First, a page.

The imperial ambassador to England, Jehan Scheyfve, wrote to the Emperor Charles V on February 17th, 1553 that, “On the very evening of the arrival of the said Princess [Mary, his older half-sister by Henry VIII] in this town the King was attacked by a fever caused by a chill he had caught, and was so ill that the Lady Mary could not see him for three days”. A month later Scheyfve would write that the king “has never left his room since the beginning of the illness that came upon him not long ago. I have made inquiries whether his indisposition is likely to last long, and it appears that he is very weak and thin, besides which I learn from a good source that his doctors and physicians have charged the Council to watch him carefully and not move away from him, as they are of opinion that the slightest change might place his life in great danger”.

Things grew steadily worse for the teenage king, so that in early May “the King’s doctors and physicians conferred with his chief ministers over his illness. They requested very earnestly to be allowed to summon others of their art to consult with them and receive the assistance of their knowledge, as the King’s life was in great danger … the people are beginning to talk of the King’s illness”.

As the king’s illness became worse, more details emerged. Scheyfe wrote that Edward was “still indisposed, and it is held for certain that he cannot escape. The physicians are now all agreed that he is suffering from a suppurating tumour (apostème) on the lung, or that at least his lung is attacked. He is beginning to break out in ulcers; he is vexed by a harsh, continuous cough, his body is dry and burning, his belly is swollen, he has a slow fever upon him that never leaves him”. By the end of May the king was, “wasting away daily, and there is no sign or likelihood of any improvement. Some are of the opinion that he may last two months more, but he cannot possibly live beyond that time. He cannot rest except by means of medicines and external applications; and his body has begun to swell, especially his head and feet. His hair is to be shaved off and plasters are going to be put on his head.”

Although Edward seemed to rally a bit in June, this hopeful uptick didn’t last. The teen sovereign was “never quite free from fever, but on the 11th of this month he was attacked by a violent hot fever, which lasted over 24 hours, and left him weak and still feverish, though not as much so as at first. On the 14th, the fever returned more violent than before, and the doctors gave up the King and decided that he could not recover, but that about the 25th of this month, at the time of the full moon, he must decline to a point at which his life would be in the gravest danger, nay that he might die before that time, because he is at present without the strength necessary to rid him of certain humours which, when he does succeed in ejecting them, give forth a stench. Since the 11th, he has been unable to keep anything in his stomach, so he lives entirely on restoratives and obtains hardly any repose. His legs are swelling, and he has to lie flat on his back, whereas he was up a good deal of the time (i.e. before the violent attack of the 11th). They say it is hardly to be believed how much the King has changed since the 11th”.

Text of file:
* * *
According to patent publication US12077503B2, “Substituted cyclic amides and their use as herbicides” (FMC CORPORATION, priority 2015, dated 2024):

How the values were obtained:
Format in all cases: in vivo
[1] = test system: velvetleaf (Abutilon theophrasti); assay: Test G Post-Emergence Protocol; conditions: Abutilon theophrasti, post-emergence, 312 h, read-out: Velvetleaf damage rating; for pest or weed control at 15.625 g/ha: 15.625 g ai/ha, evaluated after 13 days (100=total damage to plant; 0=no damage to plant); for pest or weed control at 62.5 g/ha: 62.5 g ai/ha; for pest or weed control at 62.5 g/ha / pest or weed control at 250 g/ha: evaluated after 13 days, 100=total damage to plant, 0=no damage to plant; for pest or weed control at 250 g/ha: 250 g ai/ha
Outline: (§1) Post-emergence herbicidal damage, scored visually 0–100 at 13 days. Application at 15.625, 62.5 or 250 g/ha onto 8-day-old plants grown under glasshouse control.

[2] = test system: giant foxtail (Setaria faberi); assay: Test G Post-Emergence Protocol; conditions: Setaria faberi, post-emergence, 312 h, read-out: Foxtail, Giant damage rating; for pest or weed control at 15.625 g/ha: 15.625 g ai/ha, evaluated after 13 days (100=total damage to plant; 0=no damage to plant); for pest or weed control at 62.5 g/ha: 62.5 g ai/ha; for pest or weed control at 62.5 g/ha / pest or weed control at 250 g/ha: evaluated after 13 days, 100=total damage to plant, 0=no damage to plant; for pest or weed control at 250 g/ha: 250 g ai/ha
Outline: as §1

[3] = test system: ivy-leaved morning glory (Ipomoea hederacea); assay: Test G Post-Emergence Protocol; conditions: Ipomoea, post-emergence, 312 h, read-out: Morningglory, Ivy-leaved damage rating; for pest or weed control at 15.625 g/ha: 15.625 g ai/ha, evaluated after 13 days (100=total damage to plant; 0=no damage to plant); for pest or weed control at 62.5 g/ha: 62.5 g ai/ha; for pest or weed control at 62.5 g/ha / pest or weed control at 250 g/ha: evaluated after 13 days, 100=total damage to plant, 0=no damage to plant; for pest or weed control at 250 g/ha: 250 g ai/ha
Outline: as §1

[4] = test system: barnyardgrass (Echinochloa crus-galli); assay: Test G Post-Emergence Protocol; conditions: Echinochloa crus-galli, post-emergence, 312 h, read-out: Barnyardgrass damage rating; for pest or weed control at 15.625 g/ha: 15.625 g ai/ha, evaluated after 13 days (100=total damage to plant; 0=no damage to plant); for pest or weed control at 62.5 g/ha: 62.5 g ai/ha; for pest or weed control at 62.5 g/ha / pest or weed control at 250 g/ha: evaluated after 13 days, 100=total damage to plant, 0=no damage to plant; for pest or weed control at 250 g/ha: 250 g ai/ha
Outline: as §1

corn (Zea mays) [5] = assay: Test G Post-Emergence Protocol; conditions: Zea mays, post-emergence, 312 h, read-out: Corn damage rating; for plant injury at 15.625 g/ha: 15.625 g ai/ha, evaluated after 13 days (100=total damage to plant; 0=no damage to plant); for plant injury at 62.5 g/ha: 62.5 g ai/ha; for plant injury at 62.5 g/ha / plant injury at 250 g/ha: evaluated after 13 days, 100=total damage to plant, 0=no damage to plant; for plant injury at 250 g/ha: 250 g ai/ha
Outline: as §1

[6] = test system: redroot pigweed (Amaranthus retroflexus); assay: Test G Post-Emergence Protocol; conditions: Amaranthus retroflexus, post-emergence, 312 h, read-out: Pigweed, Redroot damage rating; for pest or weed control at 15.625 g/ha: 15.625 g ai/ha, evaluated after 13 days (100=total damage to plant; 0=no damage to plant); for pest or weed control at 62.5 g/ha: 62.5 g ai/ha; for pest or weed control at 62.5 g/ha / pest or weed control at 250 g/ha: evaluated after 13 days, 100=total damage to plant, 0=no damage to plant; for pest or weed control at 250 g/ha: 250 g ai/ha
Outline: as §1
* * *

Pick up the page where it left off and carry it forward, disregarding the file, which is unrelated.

The last weeks of June were essentially a death watch for young king, with his passing predicted almost daily. On the 24th, it was said that the king “cannot possibly live more than three days. It is firmly believed that he will die tomorrow, for he has not the strength to stir, and can hardly breathe. His body no longer performs its functions, his nails and hair are dropping off, and all his person is scabby”. Despite the fact that the king survived another three days and was said to be improving, Edward IV died on July 6, 1553 of the painful and protracted illness that had plagued him for so long.

Shortly after  Edward VI died, Jane Grey was declared queen, but Edward’s oldest half-sister Mary staged a coup. Once she had usurped the throne, Mary I claimed that Jane was never the lawful queen and executed Northumberland as a “traitor” for obeying Edward’s last will and testament. Mary then tried to reverse the Protestantism of Edward’s reign and reinstate Catholicism as the official religion of England, but had limited success. Since King Philip of Spain refused to marry her unless the real queen, Jane Grey, was eliminated as a threat to her stolen crown, Mary had Jane and Guilford Dudley beheaded in February of 1554. By declaring Jane Grey his heir, Edward doomed his cousin to die in her mid-teens, just as he had.